15. Peh W. Image-guided facet joint injection. Biomed Imaging Interv J. 2011;7(1):e4.PubMedPubMed CentralGoogle Scholar
  16. Makki D, Khazim R, Zaidan AA, Ravi K, Toma T. Single photon emission computerized tomography (SPECT) scan-positive facet joints and other spinal structures in a hospital-wide population with spinal pain. Spine J. 2010;10(1):58–62.View ArticlePubMedGoogle Scholar
  17. Cohen SP, Raja SN. Pathogenesis, diagnosis, and treatment of lumbar zygapophysial (facet) joint pain. Anesthesiology. 2007;106(3):591–614.View ArticlePubMedGoogle Scholar
  18. Stojanovic MP, Sethee J, Mohiuddin M, Cheng J, Barker A, Wang J, Palmer W, Huang A, Cohen SP. MRI analysis of the lumbar spine: can it predict response to diagnostic and therapeutic facet procedures? Clin J Pain. 2010;26(2):110–5.View ArticlePubMedGoogle Scholar
  19. Pathria M, Sartoris DJ, Resnick D. Osteoarthritis of the facet joints: accuracy of oblique radiographic assessment. Radiology. 1987;164(1):227–30.View ArticlePubMedGoogle Scholar
  20. Weishaupt D, Zanetti M, Boos N, Hodler J. MR imaging and CT in osteoarthritis of the lumbar facet joints. Skelet Radiol. 1999;28(4):215–9.View ArticleGoogle Scholar
  21. Hasegawa T, An HS, Haughton VM, Nowicki BH. Lumbar foraminal stenosis: critical heights of the intervertebral discs and foramina. A cryomicrotome study in cadavera. J Bone Joint Surg Am. 1995;77(1):32–8.View ArticlePubMedGoogle Scholar
  22. Beers GJ, Carter AP, Leiter BE, Tilak SP, Shah RR. Interobserver discrepancies in distance measurements from lumbar spine CT scans. AJR Am J Roentgenol. 1985;144(2):395–8.View ArticlePubMedGoogle Scholar
  23. Sipola P, Leinonen V, Niemelainen R, Aalto T, Vanninen R, Manninen H, Airaksinen O, Battie MC. Visual and quantitative assessment of lateral lumbar spinal canal stenosis with magnetic resonance imaging. Acta Radiol. 2011;52(9):1024–31.View ArticlePubMedGoogle Scholar
  24. Kunogi J, Hasue M. Diagnosis and operative treatment of intraforaminal and extraforaminal nerve root compression. Spine (Phila Pa 1976). 1991;16(11):1312–20.View ArticleGoogle Scholar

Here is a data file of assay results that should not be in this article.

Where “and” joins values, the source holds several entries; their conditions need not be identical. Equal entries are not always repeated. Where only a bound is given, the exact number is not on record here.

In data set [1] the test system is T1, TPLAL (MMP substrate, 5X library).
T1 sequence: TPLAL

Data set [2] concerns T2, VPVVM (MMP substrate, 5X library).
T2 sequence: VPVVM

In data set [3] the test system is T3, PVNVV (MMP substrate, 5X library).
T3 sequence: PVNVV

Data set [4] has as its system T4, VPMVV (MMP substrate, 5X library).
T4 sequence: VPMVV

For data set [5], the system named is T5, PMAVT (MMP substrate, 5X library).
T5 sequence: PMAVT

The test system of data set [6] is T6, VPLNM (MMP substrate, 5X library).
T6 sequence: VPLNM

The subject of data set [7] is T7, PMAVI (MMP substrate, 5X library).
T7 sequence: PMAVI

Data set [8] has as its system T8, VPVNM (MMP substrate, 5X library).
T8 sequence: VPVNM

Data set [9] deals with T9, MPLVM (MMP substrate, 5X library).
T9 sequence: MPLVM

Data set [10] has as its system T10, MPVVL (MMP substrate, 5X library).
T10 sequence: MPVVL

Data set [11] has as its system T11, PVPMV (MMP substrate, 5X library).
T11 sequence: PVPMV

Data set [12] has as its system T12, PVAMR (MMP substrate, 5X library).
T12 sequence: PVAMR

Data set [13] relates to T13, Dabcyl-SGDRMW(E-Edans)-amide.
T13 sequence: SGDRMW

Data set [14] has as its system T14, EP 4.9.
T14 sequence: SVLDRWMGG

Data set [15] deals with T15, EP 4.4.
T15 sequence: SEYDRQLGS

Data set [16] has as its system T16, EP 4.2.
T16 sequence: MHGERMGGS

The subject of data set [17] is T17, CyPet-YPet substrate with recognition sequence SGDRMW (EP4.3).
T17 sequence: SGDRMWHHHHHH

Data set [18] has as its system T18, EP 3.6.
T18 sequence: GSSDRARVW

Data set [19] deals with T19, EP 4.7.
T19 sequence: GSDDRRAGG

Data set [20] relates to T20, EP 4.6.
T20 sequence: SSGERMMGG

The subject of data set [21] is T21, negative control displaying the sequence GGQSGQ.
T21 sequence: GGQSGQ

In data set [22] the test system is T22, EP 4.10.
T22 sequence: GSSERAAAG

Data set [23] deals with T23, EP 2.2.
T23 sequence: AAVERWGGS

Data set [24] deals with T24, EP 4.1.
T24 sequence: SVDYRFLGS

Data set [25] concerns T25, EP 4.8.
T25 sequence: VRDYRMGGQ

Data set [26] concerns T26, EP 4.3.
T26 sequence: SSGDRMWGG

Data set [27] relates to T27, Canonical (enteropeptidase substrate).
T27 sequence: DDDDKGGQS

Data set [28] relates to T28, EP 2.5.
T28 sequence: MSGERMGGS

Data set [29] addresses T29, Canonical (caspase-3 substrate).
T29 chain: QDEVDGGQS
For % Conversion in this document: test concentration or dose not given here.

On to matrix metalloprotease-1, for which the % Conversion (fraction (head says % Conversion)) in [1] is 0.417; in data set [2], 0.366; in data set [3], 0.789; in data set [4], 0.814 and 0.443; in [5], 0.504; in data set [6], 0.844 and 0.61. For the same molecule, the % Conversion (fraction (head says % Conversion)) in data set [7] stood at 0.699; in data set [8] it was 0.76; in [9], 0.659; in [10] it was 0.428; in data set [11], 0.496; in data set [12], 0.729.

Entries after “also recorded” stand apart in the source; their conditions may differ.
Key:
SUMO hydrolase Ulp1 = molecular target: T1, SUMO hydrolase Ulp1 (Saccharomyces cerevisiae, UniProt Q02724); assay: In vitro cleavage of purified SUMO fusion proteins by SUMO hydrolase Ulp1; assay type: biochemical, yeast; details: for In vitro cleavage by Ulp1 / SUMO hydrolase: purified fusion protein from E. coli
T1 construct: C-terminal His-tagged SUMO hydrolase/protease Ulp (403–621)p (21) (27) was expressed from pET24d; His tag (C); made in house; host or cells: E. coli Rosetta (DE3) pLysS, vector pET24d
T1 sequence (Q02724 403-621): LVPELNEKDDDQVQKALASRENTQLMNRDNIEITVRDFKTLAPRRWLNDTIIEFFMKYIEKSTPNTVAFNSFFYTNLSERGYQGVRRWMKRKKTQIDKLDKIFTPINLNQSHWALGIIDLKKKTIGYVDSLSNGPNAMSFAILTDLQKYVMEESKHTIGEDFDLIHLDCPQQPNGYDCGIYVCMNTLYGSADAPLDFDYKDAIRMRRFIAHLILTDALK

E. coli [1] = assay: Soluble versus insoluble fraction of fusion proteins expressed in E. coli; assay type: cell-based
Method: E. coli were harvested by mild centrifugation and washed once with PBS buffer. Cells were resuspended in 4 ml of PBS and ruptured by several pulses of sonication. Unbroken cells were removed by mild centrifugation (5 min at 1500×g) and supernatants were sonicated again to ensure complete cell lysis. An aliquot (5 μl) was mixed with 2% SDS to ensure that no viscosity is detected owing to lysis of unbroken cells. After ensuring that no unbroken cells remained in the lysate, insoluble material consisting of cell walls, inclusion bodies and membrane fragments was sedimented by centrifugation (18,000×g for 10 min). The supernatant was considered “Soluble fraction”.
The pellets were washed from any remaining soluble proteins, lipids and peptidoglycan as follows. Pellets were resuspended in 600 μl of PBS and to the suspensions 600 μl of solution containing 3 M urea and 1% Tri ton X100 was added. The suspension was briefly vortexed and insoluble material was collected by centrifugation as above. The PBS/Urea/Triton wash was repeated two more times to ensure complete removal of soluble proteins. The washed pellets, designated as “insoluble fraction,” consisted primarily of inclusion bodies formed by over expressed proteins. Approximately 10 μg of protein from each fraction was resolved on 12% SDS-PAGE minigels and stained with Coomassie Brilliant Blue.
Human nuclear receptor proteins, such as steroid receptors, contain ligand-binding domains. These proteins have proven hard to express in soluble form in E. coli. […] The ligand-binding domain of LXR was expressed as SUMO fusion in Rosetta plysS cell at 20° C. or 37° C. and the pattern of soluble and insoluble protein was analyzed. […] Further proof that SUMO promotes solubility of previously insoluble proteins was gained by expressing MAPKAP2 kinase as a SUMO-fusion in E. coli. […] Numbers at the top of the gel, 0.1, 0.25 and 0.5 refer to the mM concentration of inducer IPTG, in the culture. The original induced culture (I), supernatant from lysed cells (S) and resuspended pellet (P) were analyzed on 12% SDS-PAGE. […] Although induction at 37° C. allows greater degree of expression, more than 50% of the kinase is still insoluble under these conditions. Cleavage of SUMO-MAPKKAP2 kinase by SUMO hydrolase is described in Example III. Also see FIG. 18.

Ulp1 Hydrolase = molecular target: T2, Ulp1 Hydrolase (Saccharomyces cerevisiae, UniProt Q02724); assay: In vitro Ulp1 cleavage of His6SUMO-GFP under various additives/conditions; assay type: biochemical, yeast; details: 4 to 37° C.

25. Lee S, Lee JW, Yeom JS, Kim KJ, Kim HJ, Chung SK, Kang HS. A practical MRI grading system for lumbar foraminal stenosis. AJR Am J Roentgenol. 2010;194(4):1095–8.View ArticlePubMedGoogle Scholar
  26. Herzog RJ, Kaiser JA, Saal JA, Saal JS. The importance of posterior epidural fat pad in lumbar central canal stenosis. Spine (Phila Pa 1976). 1991;16(6 Suppl):S227–33.View ArticleGoogle Scholar
  27. Hamanishi C, Matukura N, Fujita M, Tomihara M, Tanaka S. Cross-sectional area of the stenotic lumbar dural tube measured from the transverse views of magnetic resonance imaging. J Spinal Disord. 1994;7(5):388–93.View ArticlePubMedGoogle Scholar
  28. Laurencin CT, Lipson SJ, Senatus P, Botchwey E, Jones TR, Koris M, Hunter J. The stenosis ratio: a new tool for the diagnosis of degenerative spinal stenosis. Int J Surg Investig. 1999;1(2):127–31.PubMedGoogle Scholar
  29. Schonstrom N, Lindahl S, Willen J, Hansson T. Dynamic changes in the dimensions of the lumbar spinal canal: an experimental study in vitro. J Orthop Res. 1989;7(1):115–21.View ArticlePubMedGoogle Scholar
  30. Schizas C, Theumann N, Burn A, Tansey R, Wardlaw D, Smith FW, Kulik G. Qualitative grading of severity of lumbar spinal stenosis based on the morphology of the dural sac on magnetic resonance images. Spine (Phila Pa 1976). 2010;35(21):1919–24.View ArticleGoogle Scholar
  31. Gorbach C, Schmid MR, Elfering A, Hodler J, Boos N. Therapeutic efficacy of facet joint blocks. AJR Am J Roentgenol. 2006;186(5):1228–33.View ArticlePubMedGoogle Scholar
  32. Boden SD, Wiesel SW. Lumbar spine imaging: role in clinical decision making. J Am Acad Orthop Surg. 1996;4(5):238–48.View ArticlePubMedGoogle Scholar
  33. Dreyfuss PH, Dreyer SJ, Herring SA. Lumbar zygapophysial (facet) joint injections. Spine (Phila Pa 1976). 1995;20(18):2040–7.View ArticleGoogle Scholar
  34. Jensen MC, Brant-Zawadzki MN, Obuchowski N, Modic MT, Malkasian D, Ross JS. Magnetic resonance imaging of the lumbar spine in people without back pain. N Engl J Med. 1994;331(2):69–73.View ArticlePubMedGoogle Scholar
  35. Weiner BK, Patel R. The accuracy of MRI in the detection of lumbar disc containment. J Orthop Surg Res. 2008;3:46.View ArticlePubMedPubMed CentralGoogle Scholar
  36. Kalichman L, Li L, Kim DH, Guermazi A, Berkin V, O'Donnell CJ, Hoffmann U, Cole R, Hunter DJ. Facet joint osteoarthritis and low back pain in the community-based population. Spine (Phila Pa 1976). 2008;33(23):2560–5.View ArticleGoogle Scholar
  37. Schwarzer AC, Aprill CN, Derby R, Fortin J, Kine G, Bogduk N. Clinical features of patients with pain stemming from the lumbar zygapophysial joints. Is the lumbar facet syndrome a clinical entity? Spine (Phila Pa 1976). 1994;19(10):1132–7.View ArticleGoogle Scholar